In total, EPA excavated, backfilled and restored 17 properties during November. Cleanup actions have stopped for the winter months but will continue in the spring. Along with yard cleanups, EPA offered indoor dust sampling to residents. Dust was collected and tested for lead and arsenic. Houses that have results above safe levels will be scheduled for an indoor cleaning beginning in December.
EPA is continuing to conduct soil sampling in Zone 2 to develop engineering plans for the cleanup of the entire site. To date, EPA has sampled soil from 476 of the 596 properties in Zone 2. Soil sampling will occur occasionally through the winter months as weather permits and access is granted on the few remaining properties.
Before soil cleanup resumes in 2017, EPA officials will meet with each property owner to discuss details of the work on their property. In general, workers will dig up and remove contaminated soil about 2-feet deep and replace it with clean soil, including 6 inches of topsoil. Then they will put sod on the clean soil, restoring each yard to its original condition. All work will be done at no cost to the homeowner. Contaminated soil from Zone 2 will be transported to a licensed landfill for proper disposal.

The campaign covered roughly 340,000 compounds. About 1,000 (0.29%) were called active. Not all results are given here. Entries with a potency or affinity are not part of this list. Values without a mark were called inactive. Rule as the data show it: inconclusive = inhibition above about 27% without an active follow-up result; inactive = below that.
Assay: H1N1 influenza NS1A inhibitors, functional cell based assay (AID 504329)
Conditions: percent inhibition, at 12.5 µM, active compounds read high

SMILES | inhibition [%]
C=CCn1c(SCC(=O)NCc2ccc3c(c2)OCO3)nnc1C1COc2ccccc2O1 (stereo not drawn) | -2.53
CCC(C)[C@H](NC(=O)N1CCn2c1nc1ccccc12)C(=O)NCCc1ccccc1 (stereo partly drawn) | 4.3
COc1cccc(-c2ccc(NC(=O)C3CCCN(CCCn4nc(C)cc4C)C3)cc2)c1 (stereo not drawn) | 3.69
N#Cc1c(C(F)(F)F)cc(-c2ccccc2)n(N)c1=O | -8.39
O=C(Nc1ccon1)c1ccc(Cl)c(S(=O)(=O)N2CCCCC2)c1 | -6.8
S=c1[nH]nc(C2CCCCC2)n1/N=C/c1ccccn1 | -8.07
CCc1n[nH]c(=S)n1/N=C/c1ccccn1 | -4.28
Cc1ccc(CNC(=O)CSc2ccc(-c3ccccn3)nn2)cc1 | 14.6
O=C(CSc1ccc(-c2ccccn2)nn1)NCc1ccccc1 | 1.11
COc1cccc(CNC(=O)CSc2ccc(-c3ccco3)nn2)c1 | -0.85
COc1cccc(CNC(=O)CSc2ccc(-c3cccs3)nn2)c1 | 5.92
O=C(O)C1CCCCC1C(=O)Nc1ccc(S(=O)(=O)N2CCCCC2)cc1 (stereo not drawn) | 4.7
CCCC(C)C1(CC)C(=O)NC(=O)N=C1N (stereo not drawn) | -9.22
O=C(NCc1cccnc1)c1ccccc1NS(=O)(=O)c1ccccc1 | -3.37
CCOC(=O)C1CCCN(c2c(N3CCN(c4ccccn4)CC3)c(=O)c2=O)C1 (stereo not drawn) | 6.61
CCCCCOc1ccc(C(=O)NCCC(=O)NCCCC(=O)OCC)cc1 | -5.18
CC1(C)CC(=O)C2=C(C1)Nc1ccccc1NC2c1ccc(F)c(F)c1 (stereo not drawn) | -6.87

The Calumet neighborhood, or Zone 3 of the site, contains 468 properties. EPA received access agreements and sampled soil at 418 of the Zone 3 properties. After sampling, EPA notified the property owners of their results. If your property was sampled and you have not received your results, contact EPA project managers Tim Drexler or Tom Alcamo (see box, Page 1). Soil in some of the sampled Zone 3 properties contains high levels of lead and arsenic. In October, EPA workers began cleanup of the 38 most contaminated Zone 3 properties under an agreement with the potentially responsible parties. Completion of that work is planned by mid-December. About 200 additional properties will be cleaned in the spring.
Before the 2017 work begins, EPA officials will meet with each property owner to discuss cleanup details. In general, workers will dig up and remove contaminated soil about 2-feet deep and replace it with clean soil, including 6 inches of topsoil. Then they will put sod on the clean soil, restoring each yard to its original condition. All work will be done at no cost to the homeowner. Contaminated soil will be transported to a licensed landfill for proper disposal.
EPA also conducted indoor dust sampling, primarily at the properties identified with the most contaminated soil. Some of the sampled homes had lead and arsenic levels above safe levels. EPA began cleaning these homes in November to remove contaminated dust. EPA officials will continue to offer the same service to other Zone 3 homes that have tainted dust.
Emergency Response and Removal
EPA is investigating high lead levels in areas of the West Calumet Housing Complex.
Brad Benning, on-scene coordinator
312-353-7613 or email@example.com
During cleanup, a site can be divided into a number of distinct areas depending on its complexity. These areas, called operable units (OUs), may address geographic areas, specific problems, or areas where a specific action is required. Examples of typical operable units include construction of a groundwater pump and treatment system or construction of a cap over a landfill.